Munshi: Ever-rolling Nostalgia

2000s: Your grandparents hijack the TV at 6 PM to watch their daily soap routine. But then, you hear a familiar sound – the quirky jingle of a program that you do not quite understand but is a fun breather between the soaps and the all-so-serious news. Munshi!

You listen to the conversations between people on screen and wait for the signature sarcastic laugh and pazhamchollu from the appooppan, with the motta and his pet kozhi making funny faces in the background.

Cut to 2020. It is a Sunday and your father decides to put on the evening news, a short distraction from the IPL match, right on time for another episode of Munshi. And you admire how the show still evokes nostalgia while it has adapted to the new order of things.

The Concept

According to Anil Banerjee, the writer and director of Munshi, the proposal for an under 3-minute satirical take on contemporary happenings in Kerala was inspired by a cartoon series called ‘Sakshi’ in Kungumam Magazine. He consulted with P.V. Krishnan, the brains behind Sakshi. The cartoonist gave a thumbs-up for the idea but said that he doubted its sustainability.

The show kicked off in September 2000 as a live-cartoon tele strip that follows a typical ‘Vedivattam‘ style wherein people gather in for a small talk on daily life under the shade of an aalmaram or a chayakkada, a routine common to the long-lost village culture of Kerala.

The Grind

Creating Munshi’s content is no easy task. The scripting of a typical episode is completed by around 3 PM, and the shooting, along with post-processing, is completed by 5 PM.

The actors are all based out of Thiruvananthapuram so they are able to stick to this routine. But Anil says that the hustle has been getting harder over the years. Things were fairly simple early on. But these days with minute-by-minute updates, prioritising and zeroing in on a topic has become way more challenging. 

Munshi Episode 1

The Hustlers

Director : Anil Banerjee

Cameraman : Ajai kumar GR (for the Past 19 years changed recently).

Munshi: initially played by KP Sivasankara Kurup for the first 10 years of the show. The mantel was passed on to Achuthath Vasudevan Krishnan Moosad when he went into politics.

Member : Venu (also appears in Chota Mumbai, Thilakkam, Kadha Parayumbol, Utopiyayile Rajavu, and Pachakuthira).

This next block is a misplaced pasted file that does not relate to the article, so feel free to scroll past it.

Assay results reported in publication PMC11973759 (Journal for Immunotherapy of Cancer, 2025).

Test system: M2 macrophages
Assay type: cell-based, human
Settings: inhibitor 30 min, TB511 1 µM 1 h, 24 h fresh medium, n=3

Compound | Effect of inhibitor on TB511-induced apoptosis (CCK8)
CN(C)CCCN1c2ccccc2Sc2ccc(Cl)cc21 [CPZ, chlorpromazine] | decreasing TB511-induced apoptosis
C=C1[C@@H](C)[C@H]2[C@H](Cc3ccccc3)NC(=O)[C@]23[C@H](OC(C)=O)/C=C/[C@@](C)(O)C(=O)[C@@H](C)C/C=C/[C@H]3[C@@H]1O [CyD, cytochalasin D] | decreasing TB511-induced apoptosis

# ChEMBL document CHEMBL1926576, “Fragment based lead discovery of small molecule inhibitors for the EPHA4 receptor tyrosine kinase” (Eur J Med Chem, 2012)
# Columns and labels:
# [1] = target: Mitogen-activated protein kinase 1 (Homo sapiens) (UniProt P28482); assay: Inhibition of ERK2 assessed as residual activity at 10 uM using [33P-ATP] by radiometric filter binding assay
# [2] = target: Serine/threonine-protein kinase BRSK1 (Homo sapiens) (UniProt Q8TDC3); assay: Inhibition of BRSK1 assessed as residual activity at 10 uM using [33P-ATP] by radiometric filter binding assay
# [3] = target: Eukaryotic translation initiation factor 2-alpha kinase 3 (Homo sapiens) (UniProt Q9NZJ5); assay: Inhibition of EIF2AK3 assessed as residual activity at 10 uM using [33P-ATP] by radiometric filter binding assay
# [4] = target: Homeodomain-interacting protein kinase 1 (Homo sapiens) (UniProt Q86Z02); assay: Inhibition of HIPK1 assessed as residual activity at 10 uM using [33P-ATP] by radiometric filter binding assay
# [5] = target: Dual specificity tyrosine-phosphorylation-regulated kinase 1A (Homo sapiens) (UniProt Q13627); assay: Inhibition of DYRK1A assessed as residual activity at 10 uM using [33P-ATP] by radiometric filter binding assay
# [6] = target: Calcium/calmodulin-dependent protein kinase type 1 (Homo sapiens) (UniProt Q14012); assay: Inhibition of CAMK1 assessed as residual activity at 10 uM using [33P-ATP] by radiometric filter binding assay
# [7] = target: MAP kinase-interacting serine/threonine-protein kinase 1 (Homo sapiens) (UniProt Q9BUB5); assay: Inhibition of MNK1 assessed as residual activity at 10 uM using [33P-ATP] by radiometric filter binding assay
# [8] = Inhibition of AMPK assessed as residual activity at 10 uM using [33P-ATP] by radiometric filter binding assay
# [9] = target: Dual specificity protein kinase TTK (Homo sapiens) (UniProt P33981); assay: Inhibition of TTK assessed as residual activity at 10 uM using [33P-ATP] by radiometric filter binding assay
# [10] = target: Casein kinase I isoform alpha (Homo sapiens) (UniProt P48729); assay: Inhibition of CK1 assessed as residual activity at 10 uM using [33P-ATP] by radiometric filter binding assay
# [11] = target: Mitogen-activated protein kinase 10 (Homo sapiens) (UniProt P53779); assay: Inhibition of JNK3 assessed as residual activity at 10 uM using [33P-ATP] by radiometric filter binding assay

School student (with a pazhampori in his hand): Reju VN, Sreeju Nedumangad

Kariyachan (seen with neck brace): Ayyappan

Panicker (always wearing formals): Sreekumar

Motta: Bajiu and then Hareendran  

Hajiyar (carries an umbrella): Radha Krishnan and then Rajendran

Sakhavu: Madhu Elavattom

Barber: Ranjith

Poojari: Dileep

Chetthu: Suresh Kumar

President: Santhosh Kurup, Nagesh Babu, Jikku Chacko

And many more…

Sreeju Nedumagad and Ayyappan has been a part of Munshi from the start and along with the director have their names in the Limca Book of Records as the TV show with most number of episodes telecasted.

Also, actors like Alencier, Sasi Kalinga, Muhammad Perambra all have been featured in some episodes of Munshi.

COVID-19 Effect

Munshi has been a part of our lives (and our living rooms) for the past 20 years. But the COVID situation led to a break. The shooting has resumed now in an indoor shoot setup, with all the COVID protocols, in a studio in Peyad, Thiruvananthapuram.

With the sets filled with recognisable iconography and architecture of the capital city including KSRTC Buses, Temple, Keralapuram Spice market along with an ambalakkala donning a mask, the show is back with relevant content for its daily viewers.

This show, which starts and ends with the cock-a-doodle-doo, stands as a testimony to the fact that ‘Good things may never have to come to an end’ and remains to be of those things that made our childhoods memorable.


Feature courtesy: Asianet News

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